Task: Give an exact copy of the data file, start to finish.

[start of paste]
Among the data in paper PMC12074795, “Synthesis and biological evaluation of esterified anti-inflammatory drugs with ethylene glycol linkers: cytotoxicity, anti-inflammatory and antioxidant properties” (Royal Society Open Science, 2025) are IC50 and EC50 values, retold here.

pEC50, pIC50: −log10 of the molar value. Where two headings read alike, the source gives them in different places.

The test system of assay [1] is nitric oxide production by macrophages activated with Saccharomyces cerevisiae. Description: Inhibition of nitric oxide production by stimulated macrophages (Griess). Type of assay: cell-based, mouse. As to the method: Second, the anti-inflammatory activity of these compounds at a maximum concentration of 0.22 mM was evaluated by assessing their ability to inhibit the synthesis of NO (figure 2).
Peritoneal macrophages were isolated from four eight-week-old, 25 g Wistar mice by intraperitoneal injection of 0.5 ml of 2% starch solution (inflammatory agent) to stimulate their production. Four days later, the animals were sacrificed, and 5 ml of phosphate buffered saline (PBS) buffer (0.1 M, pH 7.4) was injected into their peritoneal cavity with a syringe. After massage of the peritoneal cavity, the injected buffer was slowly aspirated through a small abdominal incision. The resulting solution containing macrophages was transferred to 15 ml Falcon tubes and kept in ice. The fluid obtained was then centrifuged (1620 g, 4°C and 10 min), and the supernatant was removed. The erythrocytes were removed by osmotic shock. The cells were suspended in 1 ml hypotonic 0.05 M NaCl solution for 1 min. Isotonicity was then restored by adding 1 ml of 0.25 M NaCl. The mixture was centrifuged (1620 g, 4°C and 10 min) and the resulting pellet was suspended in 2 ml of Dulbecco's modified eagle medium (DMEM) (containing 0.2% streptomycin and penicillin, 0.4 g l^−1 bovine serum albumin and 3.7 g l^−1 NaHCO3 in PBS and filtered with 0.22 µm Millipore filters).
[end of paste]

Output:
Among the data in paper PMC12074795, “Synthesis and biological evaluation of esterified anti-inflammatory drugs with ethylene glycol linkers: cytotoxicity, anti-inflammatory and antioxidant properties” (Royal Society Open Science, 2025) are IC50 and EC50 values, retold here.

pEC50, pIC50: −log10 of the molar value. Where two headings read alike, the source gives them in different places.

The test system of assay [1] is nitric oxide production by macrophages activated with Saccharomyces cerevisiae. Description: Inhibition of nitric oxide production by stimulated macrophages (Griess). Type of assay: cell-based, mouse. As to the method: Second, the anti-inflammatory activity of these compounds at a maximum concentration of 0.22 mM was evaluated by assessing their ability to inhibit the synthesis of NO (figure 2).
Peritoneal macrophages were isolated from four eight-week-old, 25 g Wistar mice by intraperitoneal injection of 0.5 ml of 2% starch solution (inflammatory agent) to stimulate their production. Four days later, the animals were sacrificed, and 5 ml of phosphate buffered saline (PBS) buffer (0.1 M, pH 7.4) was injected into their peritoneal cavity with a syringe. After massage of the peritoneal cavity, the injected buffer was slowly aspirated through a small abdominal incision. The resulting solution containing macrophages was transferred to 15 ml Falcon tubes and kept in ice. The fluid obtained was then centrifuged (1620 g, 4°C and 10 min), and the supernatant was removed. The erythrocytes were removed by osmotic shock. The cells were suspended in 1 ml hypotonic 0.05 M NaCl solution for 1 min. Isotonicity was then restored by adding 1 ml of 0.25 M NaCl. The mixture was centrifuged (1620 g, 4°C and 10 min) and the resulting pellet was suspended in 2 ml of Dulbecco's modified eagle medium (DMEM) (containing 0.2% streptomycin and penicillin, 0.4 g l^−1 bovine serum albumin and 3.7 g l^−1 NaHCO3 in PBS and filtered with 0.22 µm Millipore filters).